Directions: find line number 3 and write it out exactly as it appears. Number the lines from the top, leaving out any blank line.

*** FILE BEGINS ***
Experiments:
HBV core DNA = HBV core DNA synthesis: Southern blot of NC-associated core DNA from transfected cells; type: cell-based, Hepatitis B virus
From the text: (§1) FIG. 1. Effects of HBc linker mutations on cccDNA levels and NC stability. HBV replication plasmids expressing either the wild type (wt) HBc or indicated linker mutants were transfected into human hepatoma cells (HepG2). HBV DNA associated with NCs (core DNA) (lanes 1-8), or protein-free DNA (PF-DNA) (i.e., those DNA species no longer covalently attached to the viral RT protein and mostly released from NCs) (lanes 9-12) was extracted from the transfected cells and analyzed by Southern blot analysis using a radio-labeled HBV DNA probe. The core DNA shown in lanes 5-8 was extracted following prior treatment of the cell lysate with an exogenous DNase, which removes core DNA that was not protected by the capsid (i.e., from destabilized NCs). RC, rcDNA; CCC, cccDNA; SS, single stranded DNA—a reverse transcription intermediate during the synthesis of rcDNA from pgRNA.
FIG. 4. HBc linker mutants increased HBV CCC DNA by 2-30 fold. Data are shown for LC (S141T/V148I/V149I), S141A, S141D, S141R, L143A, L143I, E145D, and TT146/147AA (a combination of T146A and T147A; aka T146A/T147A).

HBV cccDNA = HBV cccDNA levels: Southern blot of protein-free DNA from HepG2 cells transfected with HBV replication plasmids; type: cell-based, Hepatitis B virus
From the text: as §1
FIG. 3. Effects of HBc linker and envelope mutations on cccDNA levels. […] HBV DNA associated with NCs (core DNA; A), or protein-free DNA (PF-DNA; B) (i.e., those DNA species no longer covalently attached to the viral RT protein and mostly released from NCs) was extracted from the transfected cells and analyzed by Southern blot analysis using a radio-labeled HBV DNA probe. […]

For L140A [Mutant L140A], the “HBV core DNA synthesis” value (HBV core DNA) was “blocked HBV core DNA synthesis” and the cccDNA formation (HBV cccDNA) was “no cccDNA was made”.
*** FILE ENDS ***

From the text: (§1) FIG. 1. Effects of HBc linker mutations on cccDNA levels and NC stability. HBV replication plasmids expressing either the wild type (wt) HBc or indicated linker mutants were transfected into human hepatoma cells (HepG2). HBV DNA associated with NCs (core DNA) (lanes 1-8), or protein-free DNA (PF-DNA) (i.e., those DNA species no longer covalently attached to the viral RT protein and mostly released from NCs) (lanes 9-12) was extracted from the transfected cells and analyzed by Southern blot analysis using a radio-labeled HBV DNA probe. The core DNA shown in lanes 5-8 was extracted following prior treatment of the cell lysate with an exogenous DNase, which removes core DNA that was not protected by the capsid (i.e., from destabilized NCs). RC, rcDNA; CCC, cccDNA; SS, single stranded DNA—a reverse transcription intermediate during the synthesis of rcDNA from pgRNA.